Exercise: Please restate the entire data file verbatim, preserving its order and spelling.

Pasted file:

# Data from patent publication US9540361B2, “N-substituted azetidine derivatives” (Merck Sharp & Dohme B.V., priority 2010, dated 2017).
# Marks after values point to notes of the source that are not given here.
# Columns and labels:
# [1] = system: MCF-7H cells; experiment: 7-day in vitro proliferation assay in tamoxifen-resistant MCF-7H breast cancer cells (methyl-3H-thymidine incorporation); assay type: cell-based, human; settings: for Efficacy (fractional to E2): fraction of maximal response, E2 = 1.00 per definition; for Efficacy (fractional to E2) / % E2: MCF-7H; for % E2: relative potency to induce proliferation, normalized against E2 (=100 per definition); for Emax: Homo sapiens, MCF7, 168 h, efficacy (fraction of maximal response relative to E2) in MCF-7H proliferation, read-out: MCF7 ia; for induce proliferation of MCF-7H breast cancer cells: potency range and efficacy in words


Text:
# Data from patent publication US9540361B2, “N-substituted azetidine derivatives” (Merck Sharp & Dohme B.V., priority 2010, dated 2017).
# Marks after values point to notes of the source that are not given here.
# Columns and labels:
# [1] = system: MCF-7H cells; experiment: 7-day in vitro proliferation assay in tamoxifen-resistant MCF-7H breast cancer cells (methyl-3H-thymidine incorporation); assay type: cell-based, human; settings: for Efficacy (fractional to E2): fraction of maximal response, E2 = 1.00 per definition; for Efficacy (fractional to E2) / % E2: MCF-7H; for % E2: relative potency to induce proliferation, normalized against E2 (=100 per definition); for Emax: Homo sapiens, MCF7, 168 h, efficacy (fraction of maximal response relative to E2) in MCF-7H proliferation, read-out: MCF7 ia; for induce proliferation of MCF-7H breast cancer cells: potency range and efficacy in words